“I guess they’re making real good money, and I’m glad,” he said, noting profitability is key to farm success.

Most mills offer a product that is essentially the same as other mills’, just with different additives for different purposes, such as giving pizza its stretchy dough.

“Millers don’t usually mention what they’re adding, but they’re all adding something,” he said.

Beauchemin, by contrast, uses no additives. That “clean label” is a selling point to some buyers.

Beauchemin said he uses a “cafeteria approach” to creating his flours, putting at least three strains of wheat into every flour.

Some wheat types provide distinctive aromas, characters or mouth feels. Winter blends help make it stretch.

Beauchemin also uses strong wheats for correction, croissants and high-gluten products like bagels.

He carries blends that are white, brown, gray and gold in color.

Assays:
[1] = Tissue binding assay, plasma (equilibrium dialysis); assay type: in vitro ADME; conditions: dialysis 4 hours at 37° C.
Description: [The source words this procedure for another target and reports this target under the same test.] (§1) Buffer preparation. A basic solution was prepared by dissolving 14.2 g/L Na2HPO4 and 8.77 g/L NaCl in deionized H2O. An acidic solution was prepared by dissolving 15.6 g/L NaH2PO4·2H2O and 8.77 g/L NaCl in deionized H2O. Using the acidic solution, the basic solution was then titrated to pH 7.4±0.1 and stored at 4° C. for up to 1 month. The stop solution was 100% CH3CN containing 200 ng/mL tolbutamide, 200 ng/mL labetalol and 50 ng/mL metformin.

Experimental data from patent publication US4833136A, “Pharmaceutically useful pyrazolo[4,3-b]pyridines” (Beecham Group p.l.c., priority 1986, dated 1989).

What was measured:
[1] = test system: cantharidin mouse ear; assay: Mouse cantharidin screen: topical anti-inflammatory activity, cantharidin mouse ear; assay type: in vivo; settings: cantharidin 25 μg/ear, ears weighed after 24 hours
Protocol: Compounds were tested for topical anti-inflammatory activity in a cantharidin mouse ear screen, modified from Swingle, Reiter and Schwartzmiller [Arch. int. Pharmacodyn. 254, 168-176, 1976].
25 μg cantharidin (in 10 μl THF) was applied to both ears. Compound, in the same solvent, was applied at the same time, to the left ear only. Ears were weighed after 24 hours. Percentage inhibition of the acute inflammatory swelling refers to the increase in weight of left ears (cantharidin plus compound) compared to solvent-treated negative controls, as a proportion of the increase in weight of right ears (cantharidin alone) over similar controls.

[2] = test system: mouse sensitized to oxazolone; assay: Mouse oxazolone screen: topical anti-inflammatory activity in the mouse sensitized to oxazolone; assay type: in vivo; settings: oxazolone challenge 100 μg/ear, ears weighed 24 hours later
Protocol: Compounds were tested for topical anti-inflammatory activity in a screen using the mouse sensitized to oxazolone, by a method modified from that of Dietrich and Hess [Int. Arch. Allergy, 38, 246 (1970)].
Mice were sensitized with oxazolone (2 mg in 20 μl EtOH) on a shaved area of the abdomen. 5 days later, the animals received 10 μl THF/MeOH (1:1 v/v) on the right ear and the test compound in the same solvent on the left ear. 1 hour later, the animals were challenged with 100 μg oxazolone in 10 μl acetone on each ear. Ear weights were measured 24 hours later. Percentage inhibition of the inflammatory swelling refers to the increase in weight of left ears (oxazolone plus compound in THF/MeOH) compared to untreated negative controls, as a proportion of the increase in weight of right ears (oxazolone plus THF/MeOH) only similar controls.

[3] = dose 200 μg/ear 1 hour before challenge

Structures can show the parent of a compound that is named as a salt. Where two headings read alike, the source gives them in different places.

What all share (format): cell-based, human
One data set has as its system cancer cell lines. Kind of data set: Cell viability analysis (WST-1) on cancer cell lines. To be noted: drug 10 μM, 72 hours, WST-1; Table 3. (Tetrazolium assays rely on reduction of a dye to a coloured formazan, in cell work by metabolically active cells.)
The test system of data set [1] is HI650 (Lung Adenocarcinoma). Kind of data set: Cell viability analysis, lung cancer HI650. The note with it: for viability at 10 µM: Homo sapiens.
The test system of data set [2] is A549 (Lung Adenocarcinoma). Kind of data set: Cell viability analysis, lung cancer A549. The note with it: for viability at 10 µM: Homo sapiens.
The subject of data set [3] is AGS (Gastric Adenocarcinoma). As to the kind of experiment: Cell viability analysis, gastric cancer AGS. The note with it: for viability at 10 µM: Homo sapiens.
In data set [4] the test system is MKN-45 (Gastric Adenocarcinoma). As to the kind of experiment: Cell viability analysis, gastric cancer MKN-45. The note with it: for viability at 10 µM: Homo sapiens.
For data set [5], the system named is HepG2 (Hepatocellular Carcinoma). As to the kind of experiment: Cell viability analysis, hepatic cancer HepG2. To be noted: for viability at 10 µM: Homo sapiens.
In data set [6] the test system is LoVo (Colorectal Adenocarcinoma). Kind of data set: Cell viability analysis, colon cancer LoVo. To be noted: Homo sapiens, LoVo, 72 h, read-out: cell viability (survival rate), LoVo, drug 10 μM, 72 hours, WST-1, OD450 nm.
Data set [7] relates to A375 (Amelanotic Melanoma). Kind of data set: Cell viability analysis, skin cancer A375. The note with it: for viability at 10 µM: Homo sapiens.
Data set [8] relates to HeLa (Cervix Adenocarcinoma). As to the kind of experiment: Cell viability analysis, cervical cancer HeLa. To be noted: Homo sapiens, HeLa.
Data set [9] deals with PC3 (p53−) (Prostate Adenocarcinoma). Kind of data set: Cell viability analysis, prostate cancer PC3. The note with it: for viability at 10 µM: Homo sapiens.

All flours need to produce volume, though: “(The baker)’s baking bread, not pancakes,” Beauchemin said.

After decades of research, his mills compose flours with an algorithm that selects wheat varieties. If a manufacturer wants to use a designer flour in his baguette plant, Beauchemin sends an engineer to the plant so that the flour can be tailored to the manufacturing process.

Beauchemin tries to keep 1,500 to 2,000 tons of each type of grain on hand so that he has a stable quality level. Bakers would rather have a slightly lower quality flour that is consistent across every package than a higher quality product with variables, he said.

Consistency is more difficult in the spring and fall, when seasonal changes cause issues.

The milling process also affects the flour quality.

“It is important when you are milling to have a certain amount of damaged starch,” Beauchemin said.

Scratching the starches allows the wheat to take on water, but too much damage hurts the structure of the bread loaf. Harder wheats get damaged more, so they are best milled with a sharp stone, he said.

Beauchemin’s mill stones need to be dressed every four weeks. A 30-inch stone takes his technicians an hour and a half to resurface. The stones are replaced every 18 months.

“We really mill a lot,” he said.

Some of the milling is also done with steel rollers.

“I’ve been at it for 30 years, and I learn almost every day,” he said.